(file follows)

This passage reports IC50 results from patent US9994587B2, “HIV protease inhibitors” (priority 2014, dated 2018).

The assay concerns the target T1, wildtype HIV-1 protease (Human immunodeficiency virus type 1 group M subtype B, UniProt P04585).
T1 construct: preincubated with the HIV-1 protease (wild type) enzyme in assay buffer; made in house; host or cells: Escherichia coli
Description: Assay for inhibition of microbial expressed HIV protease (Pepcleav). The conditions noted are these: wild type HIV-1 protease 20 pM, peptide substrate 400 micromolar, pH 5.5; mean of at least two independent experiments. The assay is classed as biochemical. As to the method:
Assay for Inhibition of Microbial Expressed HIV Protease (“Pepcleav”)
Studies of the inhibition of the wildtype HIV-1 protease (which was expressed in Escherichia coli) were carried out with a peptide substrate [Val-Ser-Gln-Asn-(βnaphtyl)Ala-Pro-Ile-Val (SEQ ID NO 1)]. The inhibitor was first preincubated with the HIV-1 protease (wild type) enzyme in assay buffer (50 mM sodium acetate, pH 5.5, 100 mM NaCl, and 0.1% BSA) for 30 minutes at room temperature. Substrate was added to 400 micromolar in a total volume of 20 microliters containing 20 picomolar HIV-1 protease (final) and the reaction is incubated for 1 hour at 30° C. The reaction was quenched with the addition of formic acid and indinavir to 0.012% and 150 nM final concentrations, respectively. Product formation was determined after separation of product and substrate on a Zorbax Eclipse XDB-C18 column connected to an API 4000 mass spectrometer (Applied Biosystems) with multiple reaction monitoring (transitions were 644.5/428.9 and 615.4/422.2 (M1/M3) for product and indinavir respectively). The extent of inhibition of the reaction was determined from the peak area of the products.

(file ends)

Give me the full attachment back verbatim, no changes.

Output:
This passage reports IC50 results from patent US9994587B2, “HIV protease inhibitors” (priority 2014, dated 2018).

The assay concerns the target T1, wildtype HIV-1 protease (Human immunodeficiency virus type 1 group M subtype B, UniProt P04585).
T1 construct: preincubated with the HIV-1 protease (wild type) enzyme in assay buffer; made in house; host or cells: Escherichia coli
Description: Assay for inhibition of microbial expressed HIV protease (Pepcleav). The conditions noted are these: wild type HIV-1 protease 20 pM, peptide substrate 400 micromolar, pH 5.5; mean of at least two independent experiments. The assay is classed as biochemical. As to the method:
Assay for Inhibition of Microbial Expressed HIV Protease (“Pepcleav”)
Studies of the inhibition of the wildtype HIV-1 protease (which was expressed in Escherichia coli) were carried out with a peptide substrate [Val-Ser-Gln-Asn-(βnaphtyl)Ala-Pro-Ile-Val (SEQ ID NO 1)]. The inhibitor was first preincubated with the HIV-1 protease (wild type) enzyme in assay buffer (50 mM sodium acetate, pH 5.5, 100 mM NaCl, and 0.1% BSA) for 30 minutes at room temperature. Substrate was added to 400 micromolar in a total volume of 20 microliters containing 20 picomolar HIV-1 protease (final) and the reaction is incubated for 1 hour at 30° C. The reaction was quenched with the addition of formic acid and indinavir to 0.012% and 150 nM final concentrations, respectively. Product formation was determined after separation of product and substrate on a Zorbax Eclipse XDB-C18 column connected to an API 4000 mass spectrometer (Applied Biosystems) with multiple reaction monitoring (transitions were 644.5/428.9 and 615.4/422.2 (M1/M3) for product and indinavir respectively). The extent of inhibition of the reaction was determined from the peak area of the products.